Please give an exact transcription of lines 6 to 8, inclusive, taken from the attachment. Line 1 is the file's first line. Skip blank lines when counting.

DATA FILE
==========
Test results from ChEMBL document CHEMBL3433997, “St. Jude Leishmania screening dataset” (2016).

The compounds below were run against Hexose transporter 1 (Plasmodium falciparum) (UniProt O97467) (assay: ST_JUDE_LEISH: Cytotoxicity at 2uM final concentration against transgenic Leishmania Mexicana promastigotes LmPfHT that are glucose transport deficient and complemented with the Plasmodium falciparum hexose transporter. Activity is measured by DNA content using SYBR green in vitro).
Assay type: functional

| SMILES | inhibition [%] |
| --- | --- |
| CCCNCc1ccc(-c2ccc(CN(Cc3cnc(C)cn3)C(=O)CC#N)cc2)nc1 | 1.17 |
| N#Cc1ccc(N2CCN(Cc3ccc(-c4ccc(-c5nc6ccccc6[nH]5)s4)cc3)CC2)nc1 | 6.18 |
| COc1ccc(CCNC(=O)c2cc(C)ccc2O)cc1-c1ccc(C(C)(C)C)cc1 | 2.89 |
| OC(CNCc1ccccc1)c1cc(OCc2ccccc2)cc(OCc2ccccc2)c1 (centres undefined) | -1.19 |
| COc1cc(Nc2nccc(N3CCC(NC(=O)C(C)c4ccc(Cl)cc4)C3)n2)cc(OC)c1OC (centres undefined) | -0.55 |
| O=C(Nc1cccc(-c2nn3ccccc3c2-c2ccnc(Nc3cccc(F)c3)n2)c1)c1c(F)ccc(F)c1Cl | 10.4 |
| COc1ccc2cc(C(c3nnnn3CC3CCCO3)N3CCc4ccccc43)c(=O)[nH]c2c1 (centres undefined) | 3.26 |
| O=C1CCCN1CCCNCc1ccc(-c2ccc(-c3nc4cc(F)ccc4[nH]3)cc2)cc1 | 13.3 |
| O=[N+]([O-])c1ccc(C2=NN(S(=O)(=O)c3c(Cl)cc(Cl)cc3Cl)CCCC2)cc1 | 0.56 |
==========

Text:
| CCCNCc1ccc(-c2ccc(CN(Cc3cnc(C)cn3)C(=O)CC#N)cc2)nc1 | 1.17 |
| N#Cc1ccc(N2CCN(Cc3ccc(-c4ccc(-c5nc6ccccc6[nH]5)s4)cc3)CC2)nc1 | 6.18 |
| COc1ccc(CCNC(=O)c2cc(C)ccc2O)cc1-c1ccc(C(C)(C)C)cc1 | 2.89 |